Out of the 15 essays, there are three that I found particularly illustrative. In the editor's essay, "College Application Essay 2", he ruminates on the college application process, and what ethnicity he should select on the application form and what he should write about for the essay portion. Brando was born to Mexican parents, but after his father abandoned the family, when the author was a toddler, his mother reinvented herself as Native American - calling herself Running Deer Skyhorse, and Brando Ulloa became Brando Skyhorse.
He was raised as if he was from a Native American ancestry, and both he and his mother passed as Native American to those they encountered. It wasn't until the author was 13 that he learned the truth of his background, and from then on he struggled with what racial group he identified and who he believed he was.
Patrick Rosal's essay is written in epistolary form, addressed to "Lady at Table 24". Patrick was attending that year's National Book Awards ceremony to support some fellow writers, who were nominated. Dressed in the required black tie, enjoying the fine food and drink, he's having a grand time.
That is, until he is intercepted by an unknown woman, when he is on his way across the ballroom to speak to a friend. We Wear the Mask. FULL access to essays database. If you cannot find any suitable paper on our site, which happens very rarely, you can always order custom written paper which will be written from scratch by our professional writers and deliver to you on requested time. There should be no rich people in the world as long as there is poverty in the world'.
Your research paper is written by certified writers Your requirements and targets are always met You are able to control the progress of your writing assigment You get a chance to become an excellent student! Explication of Diane Thiel's "The Minefield" In the first stanza, the tone is lighter, describing a scene where two boys are running through towns.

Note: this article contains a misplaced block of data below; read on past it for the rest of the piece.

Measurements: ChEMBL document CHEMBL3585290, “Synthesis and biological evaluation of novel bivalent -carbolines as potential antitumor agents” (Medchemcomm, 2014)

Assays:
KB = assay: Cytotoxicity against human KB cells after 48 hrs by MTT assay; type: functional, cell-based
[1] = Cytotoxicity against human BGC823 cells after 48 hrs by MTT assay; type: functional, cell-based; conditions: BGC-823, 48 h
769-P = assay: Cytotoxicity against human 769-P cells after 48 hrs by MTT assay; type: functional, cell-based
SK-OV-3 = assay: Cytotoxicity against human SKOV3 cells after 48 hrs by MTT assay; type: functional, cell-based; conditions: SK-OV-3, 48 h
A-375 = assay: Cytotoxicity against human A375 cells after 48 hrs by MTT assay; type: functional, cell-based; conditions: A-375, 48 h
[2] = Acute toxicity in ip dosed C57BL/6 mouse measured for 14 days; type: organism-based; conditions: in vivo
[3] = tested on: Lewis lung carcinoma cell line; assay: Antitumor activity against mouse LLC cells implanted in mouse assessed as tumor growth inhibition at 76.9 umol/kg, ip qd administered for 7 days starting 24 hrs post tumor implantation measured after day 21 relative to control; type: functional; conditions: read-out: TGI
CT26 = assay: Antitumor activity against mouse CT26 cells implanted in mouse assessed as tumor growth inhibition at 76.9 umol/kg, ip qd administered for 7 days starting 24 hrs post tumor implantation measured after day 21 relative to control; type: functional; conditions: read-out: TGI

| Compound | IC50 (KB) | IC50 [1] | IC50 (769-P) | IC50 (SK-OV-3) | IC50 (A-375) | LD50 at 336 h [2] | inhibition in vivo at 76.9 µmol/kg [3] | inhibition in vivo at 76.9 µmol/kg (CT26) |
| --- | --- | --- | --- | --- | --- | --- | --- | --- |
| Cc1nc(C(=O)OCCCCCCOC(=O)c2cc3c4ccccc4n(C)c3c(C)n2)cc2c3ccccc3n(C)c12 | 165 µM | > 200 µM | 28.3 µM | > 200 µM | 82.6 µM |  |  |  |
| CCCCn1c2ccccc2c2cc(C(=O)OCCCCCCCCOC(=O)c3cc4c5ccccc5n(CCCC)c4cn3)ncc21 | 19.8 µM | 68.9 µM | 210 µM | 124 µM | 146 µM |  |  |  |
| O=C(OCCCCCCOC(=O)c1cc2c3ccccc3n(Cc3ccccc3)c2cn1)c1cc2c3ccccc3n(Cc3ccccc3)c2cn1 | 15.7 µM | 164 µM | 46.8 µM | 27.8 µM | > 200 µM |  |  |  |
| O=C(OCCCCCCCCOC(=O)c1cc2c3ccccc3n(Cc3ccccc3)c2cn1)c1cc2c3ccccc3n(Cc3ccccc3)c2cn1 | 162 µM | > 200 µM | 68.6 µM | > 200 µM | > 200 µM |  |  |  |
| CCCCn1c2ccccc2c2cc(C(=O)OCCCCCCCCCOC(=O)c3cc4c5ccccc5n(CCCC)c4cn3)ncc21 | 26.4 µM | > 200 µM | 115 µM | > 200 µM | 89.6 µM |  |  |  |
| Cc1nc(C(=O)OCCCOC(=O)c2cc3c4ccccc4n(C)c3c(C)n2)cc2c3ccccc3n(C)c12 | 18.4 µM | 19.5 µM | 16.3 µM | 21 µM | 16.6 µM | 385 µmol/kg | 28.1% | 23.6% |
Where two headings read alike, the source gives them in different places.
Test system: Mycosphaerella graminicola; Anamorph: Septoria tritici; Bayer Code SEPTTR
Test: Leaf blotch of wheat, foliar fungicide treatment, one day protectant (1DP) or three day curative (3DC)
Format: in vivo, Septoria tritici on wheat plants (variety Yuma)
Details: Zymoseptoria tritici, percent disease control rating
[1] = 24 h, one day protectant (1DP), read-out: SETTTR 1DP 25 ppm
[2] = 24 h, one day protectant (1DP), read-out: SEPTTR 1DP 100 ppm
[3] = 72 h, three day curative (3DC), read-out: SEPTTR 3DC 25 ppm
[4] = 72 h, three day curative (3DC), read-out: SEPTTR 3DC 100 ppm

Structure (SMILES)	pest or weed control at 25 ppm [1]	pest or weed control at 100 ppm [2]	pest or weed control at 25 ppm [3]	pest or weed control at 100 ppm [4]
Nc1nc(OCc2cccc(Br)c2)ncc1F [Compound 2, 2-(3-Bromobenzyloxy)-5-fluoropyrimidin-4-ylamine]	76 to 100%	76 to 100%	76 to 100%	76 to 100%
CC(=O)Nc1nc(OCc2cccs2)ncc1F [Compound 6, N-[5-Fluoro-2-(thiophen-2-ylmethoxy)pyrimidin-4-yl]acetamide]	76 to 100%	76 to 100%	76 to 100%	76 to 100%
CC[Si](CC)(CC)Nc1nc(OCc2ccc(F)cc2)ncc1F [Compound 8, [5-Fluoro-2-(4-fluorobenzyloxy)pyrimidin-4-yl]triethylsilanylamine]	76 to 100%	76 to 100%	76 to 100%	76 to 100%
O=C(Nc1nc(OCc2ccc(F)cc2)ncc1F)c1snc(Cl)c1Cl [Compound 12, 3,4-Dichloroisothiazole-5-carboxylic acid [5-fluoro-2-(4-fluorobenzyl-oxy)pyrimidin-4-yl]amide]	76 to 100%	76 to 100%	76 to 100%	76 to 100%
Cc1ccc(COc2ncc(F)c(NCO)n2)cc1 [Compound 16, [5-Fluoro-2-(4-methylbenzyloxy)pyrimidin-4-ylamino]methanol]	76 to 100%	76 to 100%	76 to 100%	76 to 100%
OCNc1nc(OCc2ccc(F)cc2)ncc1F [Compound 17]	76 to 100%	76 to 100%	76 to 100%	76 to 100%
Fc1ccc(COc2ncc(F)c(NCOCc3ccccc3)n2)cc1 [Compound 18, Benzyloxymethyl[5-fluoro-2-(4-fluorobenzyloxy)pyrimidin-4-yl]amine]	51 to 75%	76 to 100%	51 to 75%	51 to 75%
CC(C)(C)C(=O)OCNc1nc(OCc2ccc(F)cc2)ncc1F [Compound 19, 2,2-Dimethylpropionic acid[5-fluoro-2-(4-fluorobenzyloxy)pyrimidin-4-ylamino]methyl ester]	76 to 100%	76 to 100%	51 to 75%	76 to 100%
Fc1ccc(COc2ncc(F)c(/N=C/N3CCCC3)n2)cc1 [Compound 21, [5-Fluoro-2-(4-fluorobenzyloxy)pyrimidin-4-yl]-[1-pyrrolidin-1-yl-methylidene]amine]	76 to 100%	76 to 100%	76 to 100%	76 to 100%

The boys race, the faster one being described as a "wild rabbit" Poetry Of Sound How it affects Poetry. I think the fear of judgment is why people are not always who they appear to be, why they are cowards and are afraid to be themselves, like I said before with the villain he puts on his mask to hide more … more being his true feelings, possibly fear or resentment.
The third stanza describes how judgment and criticism can lead up to these feelings with negative turnouts like self hate or being overly self conscious which may cause you to hurt yourself or commit suicide! In that case pretending would seem the right way to go and even if you feel differently why make yourself an open book.
A mask can hide your identity, it can make you seem different to others and in the end I guess we all can put on a pretty good mask! In conclusion, through figurative language, mood and rhythm and rhyme Dunbar makes a sort of mysterious, suspicious and surprisingly urgent poem. Reading this poem you will have to carefully analyze to get the theme of judgment using the mask to show the fear of being judged or criticized or rejected because of who you are.
Let us all just put on a mask!!! You are commenting using your WordPress. You are commenting using your Twitter account.
Analysis of "We Wear the Mask". In one of Paul Lawrence Dunbar's most famous poem's "We Wear the Mask," he describes the harsh reality of the black race in America and how they hide their grief, sadness, and broken hearts under a mask for a .
Explication of We Wear Our Mask Essay example Words | 3 Pages And “we” is referencing the African American community as a whole and not one singular person. The structure of this poem is 3 stanzas with all the lines in the poem except Lines 9 and 15 in iambic tetrameter.
An Ubiquitous Poem, We Wear the Mask by Paul Lawrence Dunbar Essay - We Wear the Mask, written in by Paul Lawrence Dunbar, is a ubiquitous poem that has a copious amount of interpretations; nonetheless, one of the most prevalent interpretation of the poem is that of Paul Dunbar’s background. Paul Dunbar was an African American . The We Wear the Mask Community Note includes chapter-by-chapter summary and analysis, character list, theme list, historical context, author biography and quizzes written by community members like you.